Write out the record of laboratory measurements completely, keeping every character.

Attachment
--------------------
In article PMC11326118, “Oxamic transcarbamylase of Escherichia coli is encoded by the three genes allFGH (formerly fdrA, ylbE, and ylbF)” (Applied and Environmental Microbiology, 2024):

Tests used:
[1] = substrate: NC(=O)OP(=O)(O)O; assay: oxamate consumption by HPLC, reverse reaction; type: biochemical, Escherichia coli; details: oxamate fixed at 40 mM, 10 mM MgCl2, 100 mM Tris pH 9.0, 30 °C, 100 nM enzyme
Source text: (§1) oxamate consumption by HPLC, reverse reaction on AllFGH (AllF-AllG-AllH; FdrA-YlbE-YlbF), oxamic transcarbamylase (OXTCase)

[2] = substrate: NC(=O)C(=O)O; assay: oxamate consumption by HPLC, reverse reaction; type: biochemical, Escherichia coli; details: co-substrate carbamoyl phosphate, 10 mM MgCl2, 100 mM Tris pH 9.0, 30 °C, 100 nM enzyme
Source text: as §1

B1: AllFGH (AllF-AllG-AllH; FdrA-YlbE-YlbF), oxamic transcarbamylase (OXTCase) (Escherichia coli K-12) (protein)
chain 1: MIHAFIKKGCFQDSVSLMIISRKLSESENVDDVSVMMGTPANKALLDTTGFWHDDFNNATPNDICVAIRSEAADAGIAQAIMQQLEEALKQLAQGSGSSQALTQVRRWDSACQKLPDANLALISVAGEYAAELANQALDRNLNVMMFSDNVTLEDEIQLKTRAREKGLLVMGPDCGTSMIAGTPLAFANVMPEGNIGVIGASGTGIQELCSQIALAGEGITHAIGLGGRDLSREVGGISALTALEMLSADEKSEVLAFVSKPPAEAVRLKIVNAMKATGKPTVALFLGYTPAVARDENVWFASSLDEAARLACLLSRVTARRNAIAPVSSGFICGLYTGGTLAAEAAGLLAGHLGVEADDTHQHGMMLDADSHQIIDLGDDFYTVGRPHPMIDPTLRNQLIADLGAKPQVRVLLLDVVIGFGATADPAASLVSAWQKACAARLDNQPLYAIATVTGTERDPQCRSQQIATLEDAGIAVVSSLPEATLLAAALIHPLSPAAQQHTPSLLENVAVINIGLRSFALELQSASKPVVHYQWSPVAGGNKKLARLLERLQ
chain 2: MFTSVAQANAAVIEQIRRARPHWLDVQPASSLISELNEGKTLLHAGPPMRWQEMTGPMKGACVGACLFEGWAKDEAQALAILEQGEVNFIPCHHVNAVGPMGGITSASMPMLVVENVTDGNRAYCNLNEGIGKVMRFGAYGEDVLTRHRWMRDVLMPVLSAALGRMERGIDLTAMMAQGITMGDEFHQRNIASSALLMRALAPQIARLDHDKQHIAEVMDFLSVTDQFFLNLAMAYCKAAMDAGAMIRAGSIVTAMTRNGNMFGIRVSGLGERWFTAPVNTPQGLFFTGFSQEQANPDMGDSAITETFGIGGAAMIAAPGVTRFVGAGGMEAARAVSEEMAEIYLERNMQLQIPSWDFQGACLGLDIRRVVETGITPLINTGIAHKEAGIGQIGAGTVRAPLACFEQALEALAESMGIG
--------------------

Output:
In article PMC11326118, “Oxamic transcarbamylase of Escherichia coli is encoded by the three genes allFGH (formerly fdrA, ylbE, and ylbF)” (Applied and Environmental Microbiology, 2024):

Tests used:
[1] = substrate: NC(=O)OP(=O)(O)O; assay: oxamate consumption by HPLC, reverse reaction; type: biochemical, Escherichia coli; details: oxamate fixed at 40 mM, 10 mM MgCl2, 100 mM Tris pH 9.0, 30 °C, 100 nM enzyme
Source text: (§1) oxamate consumption by HPLC, reverse reaction on AllFGH (AllF-AllG-AllH; FdrA-YlbE-YlbF), oxamic transcarbamylase (OXTCase)

[2] = substrate: NC(=O)C(=O)O; assay: oxamate consumption by HPLC, reverse reaction; type: biochemical, Escherichia coli; details: co-substrate carbamoyl phosphate, 10 mM MgCl2, 100 mM Tris pH 9.0, 30 °C, 100 nM enzyme
Source text: as §1

B1: AllFGH (AllF-AllG-AllH; FdrA-YlbE-YlbF), oxamic transcarbamylase (OXTCase) (Escherichia coli K-12) (protein)
chain 1: MIHAFIKKGCFQDSVSLMIISRKLSESENVDDVSVMMGTPANKALLDTTGFWHDDFNNATPNDICVAIRSEAADAGIAQAIMQQLEEALKQLAQGSGSSQALTQVRRWDSACQKLPDANLALISVAGEYAAELANQALDRNLNVMMFSDNVTLEDEIQLKTRAREKGLLVMGPDCGTSMIAGTPLAFANVMPEGNIGVIGASGTGIQELCSQIALAGEGITHAIGLGGRDLSREVGGISALTALEMLSADEKSEVLAFVSKPPAEAVRLKIVNAMKATGKPTVALFLGYTPAVARDENVWFASSLDEAARLACLLSRVTARRNAIAPVSSGFICGLYTGGTLAAEAAGLLAGHLGVEADDTHQHGMMLDADSHQIIDLGDDFYTVGRPHPMIDPTLRNQLIADLGAKPQVRVLLLDVVIGFGATADPAASLVSAWQKACAARLDNQPLYAIATVTGTERDPQCRSQQIATLEDAGIAVVSSLPEATLLAAALIHPLSPAAQQHTPSLLENVAVINIGLRSFALELQSASKPVVHYQWSPVAGGNKKLARLLERLQ
chain 2: MFTSVAQANAAVIEQIRRARPHWLDVQPASSLISELNEGKTLLHAGPPMRWQEMTGPMKGACVGACLFEGWAKDEAQALAILEQGEVNFIPCHHVNAVGPMGGITSASMPMLVVENVTDGNRAYCNLNEGIGKVMRFGAYGEDVLTRHRWMRDVLMPVLSAALGRMERGIDLTAMMAQGITMGDEFHQRNIASSALLMRALAPQIARLDHDKQHIAEVMDFLSVTDQFFLNLAMAYCKAAMDAGAMIRAGSIVTAMTRNGNMFGIRVSGLGERWFTAPVNTPQGLFFTGFSQEQANPDMGDSAITETFGIGGAAMIAAPGVTRFVGAGGMEAARAVSEEMAEIYLERNMQLQIPSWDFQGACLGLDIRRVVETGITPLINTGIAHKEAGIGQIGAGTVRAPLACFEQALEALAESMGIG